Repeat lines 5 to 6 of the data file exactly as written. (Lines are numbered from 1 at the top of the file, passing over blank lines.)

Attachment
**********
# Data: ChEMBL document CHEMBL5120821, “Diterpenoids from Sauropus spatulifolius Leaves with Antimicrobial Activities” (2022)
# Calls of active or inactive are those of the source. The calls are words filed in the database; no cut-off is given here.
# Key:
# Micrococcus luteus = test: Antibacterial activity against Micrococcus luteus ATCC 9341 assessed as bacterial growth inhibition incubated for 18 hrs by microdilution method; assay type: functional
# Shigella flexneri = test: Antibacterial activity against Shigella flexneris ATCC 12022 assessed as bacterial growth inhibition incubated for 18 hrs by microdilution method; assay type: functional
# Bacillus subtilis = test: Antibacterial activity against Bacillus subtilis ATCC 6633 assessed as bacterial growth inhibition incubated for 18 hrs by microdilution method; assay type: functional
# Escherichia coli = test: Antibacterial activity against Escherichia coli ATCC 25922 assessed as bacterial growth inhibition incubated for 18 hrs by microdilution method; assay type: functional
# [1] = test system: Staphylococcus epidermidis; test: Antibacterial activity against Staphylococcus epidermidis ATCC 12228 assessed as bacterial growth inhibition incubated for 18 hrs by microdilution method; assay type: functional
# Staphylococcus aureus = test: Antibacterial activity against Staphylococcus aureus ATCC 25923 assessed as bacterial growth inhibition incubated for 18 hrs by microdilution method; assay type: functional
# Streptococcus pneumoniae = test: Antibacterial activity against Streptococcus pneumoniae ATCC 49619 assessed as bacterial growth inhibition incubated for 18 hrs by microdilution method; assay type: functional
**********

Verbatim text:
# Shigella flexneri = test: Antibacterial activity against Shigella flexneris ATCC 12022 assessed as bacterial growth inhibition incubated for 18 hrs by microdilution method; assay type: functional
# Bacillus subtilis = test: Antibacterial activity against Bacillus subtilis ATCC 6633 assessed as bacterial growth inhibition incubated for 18 hrs by microdilution method; assay type: functional